The major factors for the 15 per cent of NO voters were education and indifference: ‘I don’t know, and I don’t care, and if I am forced to vote, I’ll vote NO.’
Public-opinion polling indicates a strong correlation between income and voting in referenda, with people on high incomes voting YES, and those on low incomes voting NO.
There is also a strong correlation between levels of education and age. Younger voters and those with higher levels of education voted YES.
In principle I have always been in favour of compulsory registration and turning up to vote, but making referenda compulsory distinctly advantages the NO vote. Referenda are very different from elections. In elections there is always a winner – a candidate, a Party, a Government, sometimes an independent – regardless of the proportion of ‘don’t knows’. But with a referendum, voting yes or no means very different things.
‘Don’t knows’ can determine a referendum result effectively producing no result on the core problem being addressed and no map for any path forward.
What your vote in the Voice referendum might mean
A YES vote generally means:
- ‘I have thought about the issue, and I agree with the proposed change’
It may also mean:
- ‘My party, or leaders I admire, urge a ‘yes’ vote, and I follow their advice’
However, a NO vote could mean myriad different things. In the current Voice campaign these could include:
- ‘I have thought about the issue and the proposition goes too far’ (as Peter Dutton and Barnaby Joyce have indicated)
- ‘I have thought about the issue and the proposition does not go far enough’ (as Lidia Thorpe has stated)
- ‘I’d prefer different wording’
- ‘I haven’t thought about the issues’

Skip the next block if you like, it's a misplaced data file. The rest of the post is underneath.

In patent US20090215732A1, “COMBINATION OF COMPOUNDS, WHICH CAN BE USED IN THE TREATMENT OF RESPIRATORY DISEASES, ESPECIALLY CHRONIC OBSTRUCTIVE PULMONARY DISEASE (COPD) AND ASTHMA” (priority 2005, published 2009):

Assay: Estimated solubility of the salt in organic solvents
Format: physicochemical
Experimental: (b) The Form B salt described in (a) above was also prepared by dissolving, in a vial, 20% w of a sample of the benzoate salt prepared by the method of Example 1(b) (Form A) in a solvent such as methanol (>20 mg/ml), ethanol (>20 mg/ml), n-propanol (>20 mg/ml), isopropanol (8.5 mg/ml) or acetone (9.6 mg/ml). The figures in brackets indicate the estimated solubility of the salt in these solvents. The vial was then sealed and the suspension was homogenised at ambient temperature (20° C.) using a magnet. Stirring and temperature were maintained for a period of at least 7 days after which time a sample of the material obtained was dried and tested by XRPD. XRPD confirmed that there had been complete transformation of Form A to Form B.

- ‘What’s in it for me?’
- ‘If the current model is defeated then a new model will soon emerge’
- ‘I am confused’
- ‘Normally I vote informal’
Many NO voters, who will become defenders of our existing Constitutional arrangements, are effectively saying: ‘I oppose any change to the Australian Constitution, although I have never read it and have no idea what is in it.’
The last step to abolishing White Australia
Aboriginal reconciliation and the republic are inextricably linked.
The monarchist cause is essentially the last expression of White Australia: its rhetoric, culture, ceremonials, politics, and the habit of deference. It is a static, essentially nostalgic, position in a society that, although dynamic in some ways, is uncertain how to express itself. It is the politics of amnesia.
The 1967 Referendum was an essential first step, the Mabo judgment of 1992 a second, the Wik judgment of 1996 a third, the Apology to the Stolen Generation in 2008 a fourth – but we must now complete the journey.
This is not just for the benefit of First Nations people. It is an essential element of being honest with ourselves and to fulfil the human potential of all of us.
Do it now.
- Read our Council’s statement in support of voting yes in Voice referendum
- Find out how you can support the YES campaign
- Get information about the Voice referendum on the official Government website